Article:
Name = "Maria Bello",
Attractive = "Extremely"
} />

Struct: #SerializeJSON( objActress )#

Produce the following output:

Struct: //{"NAME":"Maria Bello","ATTRACTIVE":"Extremely"}

So I get an error when I try to use the DeserializeJSON - function in a direct way:

JSON parsing failure at character 1:'/' in //{"NAME":"Maria Bello","ATTRACTIVE":"Extremely"}

and have to programming around with something like

<cfset objActress = Right(SerializeJSON( objActress ),Len(SerializeJSON( objActress ))-2) />

I have not found anything about this issue in the adobe-help, may be you could tell me, how I get the normal functionality of SerializeJSON ???

Best regards,
Isabel

Reply to this Comment

@Isabel,

This is the "JSON Prefix" and is a security feature of ColdFusion, which can be turned off. You can turn this off in the ColdFusion administrator or in your Application.cfc framework component:

[Application.cfc]
<cfset this.secureJSON = false />

Turning this off will remove the "//" before the serialized JSON values.

Reply to this Comment

Hi Ben,

This post looks really good to understand the serializeJSON and DeserializeJSON function.

I am executing the following code scenario (I copied the example from the CF 8 docs for SerializeJSON and DeserializeJSON function):

==================================
I have a page called s1.cfm where in - i have copied the example given in CF 8 docs for "SerializeJSON" function.

I have another page called s2.cfm where in - i have copied the example given in CF 8 docs for
"DeSerializeJSON" function(I have changed the path of the filename in cfhttp).

in s2.cfm --> s1.cfm is called via CFHTTP. i tried that example to work with - but it is not working correctly. Its giving error.

I tried to debug that error but i am unable to solve it.

Can you please try that example and let me know how that example can be made better.

Thanks..

Reply to this Comment

Does anyone know of a better way around this?

(1) I have a JavaScript object that I convert to a JSON string using the jQuery.toJSON

(2) It creates a JSON string just fine, looks like this:

{"rows":[{"id":"10000228637555","cell":["10000228637555","ACSN","444657#002",""]}]}

(3) So I submit that to my cfc and try to turn it back into a ColdFusion struct like such:

<cfset z = DeserializeJSON(this_tring_above)>

(4) But it results in "JSON parsing failure: Unexpected end of JSON string". I know it's because of the pound symbol. And I have fixed the problem by replacing all #'s with ##'s back on the page before even submitting the string. But my question is what if I didn't want to a Javascript replace before sending the string, what if I wanted to handle that in the cfc?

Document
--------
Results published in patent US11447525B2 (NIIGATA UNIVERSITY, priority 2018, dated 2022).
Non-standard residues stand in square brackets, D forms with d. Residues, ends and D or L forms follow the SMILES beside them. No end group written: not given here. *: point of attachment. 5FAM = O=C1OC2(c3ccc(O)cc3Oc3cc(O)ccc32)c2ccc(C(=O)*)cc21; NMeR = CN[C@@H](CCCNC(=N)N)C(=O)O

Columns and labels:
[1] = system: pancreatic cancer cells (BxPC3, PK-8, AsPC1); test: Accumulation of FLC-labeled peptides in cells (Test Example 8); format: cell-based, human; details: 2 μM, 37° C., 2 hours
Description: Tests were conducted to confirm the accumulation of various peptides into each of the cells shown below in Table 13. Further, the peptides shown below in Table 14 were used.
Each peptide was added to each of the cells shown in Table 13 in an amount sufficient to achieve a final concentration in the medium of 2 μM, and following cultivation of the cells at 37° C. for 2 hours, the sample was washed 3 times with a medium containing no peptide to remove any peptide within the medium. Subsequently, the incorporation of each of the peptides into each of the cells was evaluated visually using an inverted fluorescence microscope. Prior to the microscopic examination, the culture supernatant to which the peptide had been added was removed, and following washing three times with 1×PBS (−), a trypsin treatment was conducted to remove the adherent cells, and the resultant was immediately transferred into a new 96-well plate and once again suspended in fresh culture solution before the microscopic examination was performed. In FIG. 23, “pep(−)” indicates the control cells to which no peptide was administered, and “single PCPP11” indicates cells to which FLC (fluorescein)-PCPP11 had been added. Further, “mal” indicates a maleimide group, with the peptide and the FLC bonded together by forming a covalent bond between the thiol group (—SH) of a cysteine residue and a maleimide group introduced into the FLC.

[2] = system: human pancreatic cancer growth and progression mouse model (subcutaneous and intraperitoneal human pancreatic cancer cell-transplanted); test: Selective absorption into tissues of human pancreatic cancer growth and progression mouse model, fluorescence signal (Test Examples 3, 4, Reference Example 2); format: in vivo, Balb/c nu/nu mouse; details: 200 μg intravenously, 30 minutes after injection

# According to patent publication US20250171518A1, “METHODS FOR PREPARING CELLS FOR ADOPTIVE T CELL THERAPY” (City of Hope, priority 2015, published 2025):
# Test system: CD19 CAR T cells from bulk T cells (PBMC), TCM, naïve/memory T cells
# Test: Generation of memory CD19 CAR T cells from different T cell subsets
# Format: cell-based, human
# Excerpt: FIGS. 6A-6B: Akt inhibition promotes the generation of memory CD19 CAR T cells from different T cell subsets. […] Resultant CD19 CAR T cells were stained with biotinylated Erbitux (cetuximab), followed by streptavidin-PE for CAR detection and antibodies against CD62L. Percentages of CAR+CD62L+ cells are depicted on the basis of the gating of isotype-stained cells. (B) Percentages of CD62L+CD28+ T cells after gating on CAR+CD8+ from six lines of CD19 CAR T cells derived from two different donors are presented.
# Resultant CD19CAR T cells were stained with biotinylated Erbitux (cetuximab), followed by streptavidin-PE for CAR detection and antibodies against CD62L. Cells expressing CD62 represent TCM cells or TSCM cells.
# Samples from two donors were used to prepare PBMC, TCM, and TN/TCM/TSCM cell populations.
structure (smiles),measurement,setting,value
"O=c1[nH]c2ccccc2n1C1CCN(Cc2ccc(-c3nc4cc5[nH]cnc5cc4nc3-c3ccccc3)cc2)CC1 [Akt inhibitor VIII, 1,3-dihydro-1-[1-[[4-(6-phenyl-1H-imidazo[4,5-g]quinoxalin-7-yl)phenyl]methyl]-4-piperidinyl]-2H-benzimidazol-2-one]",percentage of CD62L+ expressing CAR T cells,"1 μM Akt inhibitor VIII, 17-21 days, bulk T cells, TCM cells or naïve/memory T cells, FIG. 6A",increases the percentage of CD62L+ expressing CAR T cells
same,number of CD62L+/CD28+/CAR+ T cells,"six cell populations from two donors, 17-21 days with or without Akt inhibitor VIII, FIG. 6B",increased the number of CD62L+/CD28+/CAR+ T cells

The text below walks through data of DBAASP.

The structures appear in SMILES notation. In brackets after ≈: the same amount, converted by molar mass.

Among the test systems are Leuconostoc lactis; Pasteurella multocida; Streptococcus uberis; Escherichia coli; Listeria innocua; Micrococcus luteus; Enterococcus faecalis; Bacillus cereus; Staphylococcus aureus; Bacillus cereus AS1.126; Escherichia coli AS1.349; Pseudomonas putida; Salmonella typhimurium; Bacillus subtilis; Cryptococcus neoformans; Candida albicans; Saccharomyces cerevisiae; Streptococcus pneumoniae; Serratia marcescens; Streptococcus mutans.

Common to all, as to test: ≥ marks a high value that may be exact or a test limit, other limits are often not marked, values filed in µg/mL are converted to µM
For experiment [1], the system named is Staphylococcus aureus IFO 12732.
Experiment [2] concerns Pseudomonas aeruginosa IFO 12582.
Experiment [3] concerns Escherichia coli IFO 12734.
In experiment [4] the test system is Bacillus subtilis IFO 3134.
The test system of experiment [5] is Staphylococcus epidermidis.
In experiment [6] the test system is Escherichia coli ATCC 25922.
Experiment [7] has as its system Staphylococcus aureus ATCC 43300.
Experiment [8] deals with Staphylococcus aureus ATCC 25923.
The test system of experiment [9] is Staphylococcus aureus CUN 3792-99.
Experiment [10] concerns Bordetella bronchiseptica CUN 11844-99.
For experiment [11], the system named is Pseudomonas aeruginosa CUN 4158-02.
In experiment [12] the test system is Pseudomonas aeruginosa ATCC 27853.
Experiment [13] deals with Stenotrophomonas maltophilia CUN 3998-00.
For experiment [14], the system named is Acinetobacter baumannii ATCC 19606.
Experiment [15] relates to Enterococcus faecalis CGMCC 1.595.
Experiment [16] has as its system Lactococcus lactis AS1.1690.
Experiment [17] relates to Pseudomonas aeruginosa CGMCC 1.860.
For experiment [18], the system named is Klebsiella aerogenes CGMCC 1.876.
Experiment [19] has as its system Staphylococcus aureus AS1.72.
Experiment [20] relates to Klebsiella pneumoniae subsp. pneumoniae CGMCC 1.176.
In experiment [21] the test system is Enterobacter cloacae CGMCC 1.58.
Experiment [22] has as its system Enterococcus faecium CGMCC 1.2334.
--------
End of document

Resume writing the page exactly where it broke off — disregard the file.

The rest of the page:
I tried doing many different combinations like this but with no success...

<cfset z.cleanJSON = replace(arguments.records,'##','####','all')>
<cfset z = DeserializeJSON(z.cleanJSON)>

no joy.

Reply to this Comment

Hi Ben,

Nice work.

I had to produce JSON serverside that gets fed to a JavaScript function. ColdFusion's case-insensitivity threw a wrench in the wheels as the JavaScript logic expected camelback casing for key names.

Anyway after some fiddling around this seems to work in CF9

<cfset
strcOfflineScopes = {
"sSes" = {
"userInfo" = {
"id" = #session.userinfo.id#,
"la" = #session.userinfo.language#
}
}
} />

If you put quotes around the key names than it appears to work:

struct
____sSes (struct)
__________userInfo (struct)
_______________id 17514
_______________la 9

Reply to this Comment

I've come across a frustrating issue with DeserializeJSON(). The twitter API returns an "id" field and an "id_str" field. One has the id of the tweet as a number and the other as a string. The string version exists because javascript will truncate to 15 decimal places of accuracy large tweet ids, but the string will be left untouched. Unfortunately DeserializeJSON converts id_str to a number which javascript then truncates. You are then left with an id and id_str field that are both numeric and truncated. I think I will have to resort to post processing the object to turn numbers back to strings before handing it on to javascript (or avoiding a deserialize step).

Reply to this Comment

Good article. I can't seem to find an answer to a question I have and I thought I would ask you. Your advice would be greatly appreciated. I have spend all day trying to figure this out.

I'm building a phone app using appery.io that uses Coldfusion to query data on our servers. It uses Rest and Json to query the data. I have built the rest services and all the test went well. The website is expecting the data in a column format and it's not. The json data comes across in a query format and I can't seem to figure out how to format it in a serializeQueryByColumns like you can in the SerializeJSON function.

query json(this is how the data comes out):

{"COLUMNS":["CITY","STATE"],"DATA":[["Newton","MA"],["San Jose","CA"]]}

serializeQueryByColumns json(this is want I need):

{"ROWCOUNT":2, "COLUMNS":["CITY","STATE"],"DATA":{"City":["Newton","San Jose"],"State":["MA","CA"]}}

Any ideas?

Reply to this Comment